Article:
United States District Court, S.D. Georgia, Augusta Division
MAGISTRATE JUDGE'S REPORT AND
K. EPPS, UNI LED STALES MAGISTRATE JUDGE
currently detained at the Burke County Jail (“the
Jail”) in Waynesboro, Georgia, is proceeding pro
se and in forma pauperis (“IFP”) in
this case filed pursuant to 42 U.S.C. § 1983. Because he
is proceeding IFP, Plaintiff's complaint must be screened
to protect potential defendants. Phillips v.
Mashburn, 746 F.2d 782, 785 (11th Cir. 1984);
Al-Amin v. Donald, 165 Fed.Appx. 733, 736 (11th Cir.
SCREENING OF THE COMPLAINT
names the following as Defendants: (1) Chester V. Huffman, a
Major at the Jail; (2) John H. Bush, a Major at the Jail; (3)
Cassandra Haynes, a Captain at the Jail; (4) Randall
Williams, a doctor at the Jail; (5) Krystal/Christy Johnson,
a nurse at the Jail; and (6) Heather Ashley, a nurse at the
Jail. (See doc. no. 1, pp. 1-3, 4.) Taking all of
Plaintiff's factual allegations as true, as the Court
must for purposes of the present screening, the facts are as
is a pretrial detainee at the Jail who awoke on January 6,
2018, with a sharp pain in his back tooth. (Id. at
5.) Nurse Johnson saw him in the medical department on
January 8, 2018, and gave him a seven-day supply of Tylenol,
which eased the pain but did not address the underlying
problem with his tooth, and his face began to
swell. (Id.) On January 15, 2018, Nurse
Ashley prescribed a seven-day supply of Amoxicillin, but
swelling persisted in his face and jaw. (Id.) Both
nurses told Plaintiff he could only receive Tylenol for seven
days per month, but they would put him on the list to see a
February 11, 2018, Plaintiff had not seen a dentist, but his
ear had started hurting. (Id.) Plaintiff could
hardly sleep from the pain, but Nurse Johnson only gave him a
four-day supply of Tylenol. (Id.) By February 28,
2018, Plaintiff still had not seen the dentist, but he now
had blood and puss draining from his ear. (Id.)
Nurse Johnson told Plaintiff to put in a sick call slip and
buy some Tylenol from the commissary. (Id.)
Plaintiff continued to complain about his ear and reported
ringing and loss of hearing in his ear. (Id. at 6.)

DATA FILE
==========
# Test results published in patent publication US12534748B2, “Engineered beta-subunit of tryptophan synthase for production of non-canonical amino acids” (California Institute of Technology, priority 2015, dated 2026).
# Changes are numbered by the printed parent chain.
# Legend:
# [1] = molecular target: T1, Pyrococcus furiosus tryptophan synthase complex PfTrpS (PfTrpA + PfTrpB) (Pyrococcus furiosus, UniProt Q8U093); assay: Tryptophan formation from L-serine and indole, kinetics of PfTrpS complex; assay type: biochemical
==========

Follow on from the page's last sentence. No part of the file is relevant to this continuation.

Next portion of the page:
On March 4, 2018, Nurse Ashley looked in Plaintiff's ear,
told him it was infected but antibiotics should clear it up,
and told him his ear drum was not ruptured. (Id.)
March 9, 2018, Plaintiff saw Dr. Williams, who told Plaintiff
he had a broken, infected tooth with an exposed root, and two
other bad teeth. (Id.) However, Dr. Williams would
only order a stronger antibiotic and would not send Plaintiff
to the dentist because the broken tooth had to be cut out.
(Id.) Dr. Williams also looked in Plaintiff's
ear and said his eardrum was ruptured, just days after Nurse
Ashley told him the eardrum was not ruptured. (Id.
at 6-7.) Plaintiff has offered to pay for going to the
dentist, but as of the date of signing the complaint, he
still had not been seen by the dentist. (Id. at 7.)
Plaintiff is now “completely deaf” in his left
has written letters and grievances to Defendants Huffman,
Bush, and Haynes, but they have not made sure that he is seen
by a dentist, or done anything about Plaintiff's hearing.
(Id. at 6-7.) Plaintiff seeks compensatory and
punitive damages from each Defendant. (Id. at 7-8.)
Legal Standard for Screening
complaint or any portion thereof may be dismissed if it is
frivolous, malicious, or fails to state a claim upon which
relief may be granted, or if it seeks monetary relief from a
defendant who is immune to such relief. See 28
U.S.C. §§ 1915(e)(2)(B) and 1915A(b). A claim is
frivolous if it “lacks an arguable basis either in law
or in fact.” Neitzke v. Williams, 490 U.S.
319, 325 (1989). “Failure to state a claim under §
1915(e)(2)(B)(ii) is governed by the same standard as
dismissal for failure to state a claim under Fed.R.Civ.P.
12(b)(6).” Wilkerson v. H & S, Inc., 366
Fed.Appx. 49, 51 (11th Cir. 2010) (citing Mitchell v.
Farcass, 112 F.3d 1483, 1490 (11th Cir. 1997)).
avoid dismissal for failure to state a claim upon which
relief can be granted, the allegations in the complaint must
“state a claim to relief that is plausible on its
face.” Bell Atl. Corp. v. Twombly, 550 U.S.
544, 570 (2007). “A claim has facial plausibility when
the plaintiff pleads factual content that allows the court to
draw the reasonable inference that the defendant is liable
for the misconduct alleged.” Ashcroft v.
Iqbal, 556 U.S. 662, 678 (2009). That is,
“[f]actual allegations must be enough to raise a right
to relief above the speculative level.”
Twombly, 550 U.S. at 555. While Rule 8(a) of the
Federal Rules of Civil Procedure does not require detailed
factual allegations, “it demands more than an
accusation.” Iqbal, 556 U.S. at 678. A
complaint is insufficient if it “offers ‘labels
and conclusions' or ‘a formulaic recitation of the
elements of a cause of action, '” or if it
“tenders ‘naked assertions' devoid of
‘further factual enhancement.'” Id.
(quoting Twombly, 550 U.S. at 555, 557). In short,
the complaint must provide a “‘plain
statement' possess[ing] enough heft to ‘sho[w] that
the pleader is entitled to relief.'”
Twombly, 550 U.S. at 557 (quoting Fed.R.Civ.P.
the Court affords a liberal construction to a pro se
litigant's pleadings, holding them to a more lenient
standard than those drafted by an attorney. Erickson v.
Pardus, 551 U.S. 89, 94 (2007); Haines v.
Kerner, 404 U.S. 519, 520 (1972). However, this liberal
construction does not mean that the Court has a duty ...